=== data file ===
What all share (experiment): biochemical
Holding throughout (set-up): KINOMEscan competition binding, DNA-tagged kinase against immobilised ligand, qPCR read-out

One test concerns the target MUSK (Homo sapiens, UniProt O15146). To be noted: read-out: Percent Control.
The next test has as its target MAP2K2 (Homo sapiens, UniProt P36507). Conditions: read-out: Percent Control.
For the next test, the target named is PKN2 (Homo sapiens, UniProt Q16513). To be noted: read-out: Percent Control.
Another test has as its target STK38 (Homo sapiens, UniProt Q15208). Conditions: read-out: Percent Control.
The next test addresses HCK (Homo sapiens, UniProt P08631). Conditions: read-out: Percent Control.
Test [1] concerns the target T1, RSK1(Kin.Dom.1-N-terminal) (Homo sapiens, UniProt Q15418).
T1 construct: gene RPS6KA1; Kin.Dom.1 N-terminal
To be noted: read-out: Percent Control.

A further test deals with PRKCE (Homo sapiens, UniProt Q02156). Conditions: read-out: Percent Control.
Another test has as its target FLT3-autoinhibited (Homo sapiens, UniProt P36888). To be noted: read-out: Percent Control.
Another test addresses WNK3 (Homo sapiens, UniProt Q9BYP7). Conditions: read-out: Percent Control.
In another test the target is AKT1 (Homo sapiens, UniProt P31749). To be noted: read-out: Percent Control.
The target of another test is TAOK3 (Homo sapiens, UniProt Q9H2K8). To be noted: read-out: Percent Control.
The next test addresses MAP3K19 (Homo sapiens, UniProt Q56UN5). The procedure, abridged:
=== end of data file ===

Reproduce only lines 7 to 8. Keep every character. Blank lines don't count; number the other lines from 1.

The next test addresses HCK (Homo sapiens, UniProt P08631). Conditions: read-out: Percent Control.
Test [1] concerns the target T1, RSK1(Kin.Dom.1-N-terminal) (Homo sapiens, UniProt Q15418).